from The American Heritage® Dictionary of the English Language, 4th Edition

  • n. Total or partial loss of the ability to perform coordinated movements or manipulate objects in the absence of motor or sensory impairment.

from Wiktionary, Creative Commons Attribution/Share-Alike License

  • n. Total or partial loss of the ability to perform coordinated movements or manipulate objects in the absence of motor or sensory impairment; specifically, a disorder of motor planning.

from the GNU version of the Collaborative International Dictionary of English

  • n. inability to make purposeful movements, but without paralysis or loss of sensory function.

from The Century Dictionary and Cyclopedia

  • n. In pathology, loss of the knowledge of the uses of things.

from WordNet 3.0 Copyright 2006 by Princeton University. All rights reserved.

  • n. inability to make purposeful movements


Greek aprāxiā, inaction : a-, without; see a-1 + prāxis, action; see praxis.
(American Heritage® Dictionary of the English Language, Fourth Edition)
From Ancient Greek ἀπραξία (apraksia, "inaction"). (Wiktionary)


  • We took him to the doctors, the developmental pediatricians, and they said oh, he has something called apraxia, which is a fancy label for a speech delay.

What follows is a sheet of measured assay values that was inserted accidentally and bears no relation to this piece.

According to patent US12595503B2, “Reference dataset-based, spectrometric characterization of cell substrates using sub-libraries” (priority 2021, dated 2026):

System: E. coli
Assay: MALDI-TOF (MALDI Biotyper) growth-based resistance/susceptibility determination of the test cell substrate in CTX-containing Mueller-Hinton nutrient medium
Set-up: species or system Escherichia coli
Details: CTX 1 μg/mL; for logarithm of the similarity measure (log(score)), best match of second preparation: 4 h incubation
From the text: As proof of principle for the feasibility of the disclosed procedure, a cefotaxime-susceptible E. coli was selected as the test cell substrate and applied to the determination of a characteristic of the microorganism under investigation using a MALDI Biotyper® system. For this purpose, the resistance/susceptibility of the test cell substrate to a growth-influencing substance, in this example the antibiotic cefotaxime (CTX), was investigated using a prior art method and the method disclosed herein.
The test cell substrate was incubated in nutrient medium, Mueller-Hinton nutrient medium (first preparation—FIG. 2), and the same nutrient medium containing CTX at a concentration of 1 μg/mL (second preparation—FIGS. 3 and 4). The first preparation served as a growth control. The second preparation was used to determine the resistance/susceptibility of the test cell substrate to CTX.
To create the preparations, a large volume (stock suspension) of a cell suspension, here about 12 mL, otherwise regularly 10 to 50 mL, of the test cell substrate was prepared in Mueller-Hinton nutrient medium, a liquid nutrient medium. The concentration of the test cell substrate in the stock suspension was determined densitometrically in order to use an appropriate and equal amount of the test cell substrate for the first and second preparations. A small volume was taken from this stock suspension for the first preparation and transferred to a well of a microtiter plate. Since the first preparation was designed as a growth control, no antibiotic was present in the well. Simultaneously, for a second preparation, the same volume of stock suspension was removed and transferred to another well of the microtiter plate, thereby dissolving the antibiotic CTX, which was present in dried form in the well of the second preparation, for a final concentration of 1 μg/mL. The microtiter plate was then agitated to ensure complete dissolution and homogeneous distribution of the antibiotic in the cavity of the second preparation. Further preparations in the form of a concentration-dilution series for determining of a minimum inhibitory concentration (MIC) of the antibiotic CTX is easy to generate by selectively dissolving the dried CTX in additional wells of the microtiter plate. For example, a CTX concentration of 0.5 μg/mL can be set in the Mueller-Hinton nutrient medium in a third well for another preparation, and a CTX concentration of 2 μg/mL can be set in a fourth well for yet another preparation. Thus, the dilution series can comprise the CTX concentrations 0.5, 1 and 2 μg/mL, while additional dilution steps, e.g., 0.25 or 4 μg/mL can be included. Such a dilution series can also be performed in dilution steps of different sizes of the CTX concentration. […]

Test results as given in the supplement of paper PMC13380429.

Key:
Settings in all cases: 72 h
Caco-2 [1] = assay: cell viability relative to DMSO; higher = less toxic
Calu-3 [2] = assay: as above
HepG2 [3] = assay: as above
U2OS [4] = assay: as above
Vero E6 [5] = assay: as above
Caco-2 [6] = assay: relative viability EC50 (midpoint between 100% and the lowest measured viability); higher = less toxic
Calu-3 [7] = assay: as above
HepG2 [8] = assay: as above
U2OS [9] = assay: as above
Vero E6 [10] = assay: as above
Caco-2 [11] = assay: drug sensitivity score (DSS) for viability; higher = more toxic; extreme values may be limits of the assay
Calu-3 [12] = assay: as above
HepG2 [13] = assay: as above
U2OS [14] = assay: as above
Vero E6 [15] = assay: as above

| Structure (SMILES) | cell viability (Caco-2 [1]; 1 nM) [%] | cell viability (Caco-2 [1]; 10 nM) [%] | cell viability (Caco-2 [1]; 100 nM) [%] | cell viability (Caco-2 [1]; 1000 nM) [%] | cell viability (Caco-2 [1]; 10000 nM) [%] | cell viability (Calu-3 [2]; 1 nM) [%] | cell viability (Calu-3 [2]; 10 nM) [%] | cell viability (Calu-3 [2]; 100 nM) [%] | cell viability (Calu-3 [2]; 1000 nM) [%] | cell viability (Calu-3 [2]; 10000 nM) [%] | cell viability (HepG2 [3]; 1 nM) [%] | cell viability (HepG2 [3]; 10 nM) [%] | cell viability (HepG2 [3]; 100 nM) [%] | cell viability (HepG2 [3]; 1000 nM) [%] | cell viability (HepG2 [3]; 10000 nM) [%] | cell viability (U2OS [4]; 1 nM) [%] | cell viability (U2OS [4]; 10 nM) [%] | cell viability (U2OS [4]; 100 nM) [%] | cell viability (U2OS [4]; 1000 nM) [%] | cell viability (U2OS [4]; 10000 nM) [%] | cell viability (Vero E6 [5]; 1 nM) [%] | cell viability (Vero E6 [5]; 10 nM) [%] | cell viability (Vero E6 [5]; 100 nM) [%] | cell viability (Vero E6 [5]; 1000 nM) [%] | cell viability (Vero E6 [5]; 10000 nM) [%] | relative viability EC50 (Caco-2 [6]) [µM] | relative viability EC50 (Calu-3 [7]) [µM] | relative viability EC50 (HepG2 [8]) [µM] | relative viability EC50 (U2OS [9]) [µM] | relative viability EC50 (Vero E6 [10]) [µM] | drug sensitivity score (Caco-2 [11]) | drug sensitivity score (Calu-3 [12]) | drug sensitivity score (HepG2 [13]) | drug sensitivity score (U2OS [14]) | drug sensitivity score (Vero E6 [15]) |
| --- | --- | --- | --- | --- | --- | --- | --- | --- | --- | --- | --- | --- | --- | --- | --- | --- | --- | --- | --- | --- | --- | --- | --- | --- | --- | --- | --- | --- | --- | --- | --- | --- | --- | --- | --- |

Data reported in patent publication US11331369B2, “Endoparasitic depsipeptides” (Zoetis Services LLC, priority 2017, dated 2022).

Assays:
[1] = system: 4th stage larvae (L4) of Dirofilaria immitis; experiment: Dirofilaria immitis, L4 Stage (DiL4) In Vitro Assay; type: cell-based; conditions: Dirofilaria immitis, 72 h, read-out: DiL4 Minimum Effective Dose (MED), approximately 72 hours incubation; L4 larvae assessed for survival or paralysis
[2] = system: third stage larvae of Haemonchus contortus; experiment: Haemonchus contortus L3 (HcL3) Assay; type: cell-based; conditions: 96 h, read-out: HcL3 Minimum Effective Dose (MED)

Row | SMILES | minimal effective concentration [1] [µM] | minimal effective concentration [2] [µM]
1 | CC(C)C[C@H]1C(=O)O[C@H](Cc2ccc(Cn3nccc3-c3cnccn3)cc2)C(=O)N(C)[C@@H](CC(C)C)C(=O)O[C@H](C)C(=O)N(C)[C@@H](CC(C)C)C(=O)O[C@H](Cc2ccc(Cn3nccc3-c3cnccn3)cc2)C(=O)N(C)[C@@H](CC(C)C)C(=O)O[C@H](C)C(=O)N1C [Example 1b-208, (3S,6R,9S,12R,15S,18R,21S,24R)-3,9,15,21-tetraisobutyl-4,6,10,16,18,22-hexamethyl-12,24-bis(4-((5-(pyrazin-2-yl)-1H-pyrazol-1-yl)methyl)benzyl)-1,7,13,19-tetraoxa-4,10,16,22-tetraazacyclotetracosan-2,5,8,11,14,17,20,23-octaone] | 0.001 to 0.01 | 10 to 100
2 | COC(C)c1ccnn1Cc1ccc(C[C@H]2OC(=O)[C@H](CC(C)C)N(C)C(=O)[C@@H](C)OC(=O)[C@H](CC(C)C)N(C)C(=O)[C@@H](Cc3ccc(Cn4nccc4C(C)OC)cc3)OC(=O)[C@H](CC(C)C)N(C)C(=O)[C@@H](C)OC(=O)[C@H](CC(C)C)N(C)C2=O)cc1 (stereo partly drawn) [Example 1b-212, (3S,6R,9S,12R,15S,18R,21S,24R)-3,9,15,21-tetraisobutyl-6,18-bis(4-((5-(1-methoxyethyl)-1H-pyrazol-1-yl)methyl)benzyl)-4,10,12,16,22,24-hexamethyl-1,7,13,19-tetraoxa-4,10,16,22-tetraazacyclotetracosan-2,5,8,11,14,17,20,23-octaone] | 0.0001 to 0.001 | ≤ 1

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  • And apraxia, which is often caused by a stroke, is a serious disorder that disrupts neural programming and often leaves its patients unable to speak at all.

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  • His mind remains sharp but he contends with a disorder called apraxia, which affects his speech.

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  • There is evidence that the pre-frontal cortex has a centre for the conscious initiation of movements, and that lesions produce "apraxia,"

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  • Poor hand-eye coordination, weak visual perception, and '' apraxia '' ( "lack of awareness of certain body parts and/or surrounding space ... that leads to difficulties in self-care") are also possible detriments resulting from damage to the parietal lobe.

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  • Two of my kids suffer from apraxia of speech, and have been teased by other kids for speaking differently.

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  • Meanwhile, Mr. Ranson said he is following the lead of a 68-year-old patient who suffers from apraxia, the inability to perform purposeful motions, like picking up a pen, due to brain damage.

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  • And more recently, in a dramatic example of the importance of mirror neurons in our understanding of others, apraxia patients with cortical damage in mirror neuron areas were shown to have difficulty recognizing whether hand gestures, like sticking out a thumb to hitch a ride, were performed correctly.

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  • Some syndromes are identified in the literature, more or less clinically warranted, such apraxia, autism, and even "semantic dementia"!

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  • The child doesn't have to have apraxia, but they should literally be unable to speak so others can understand them.

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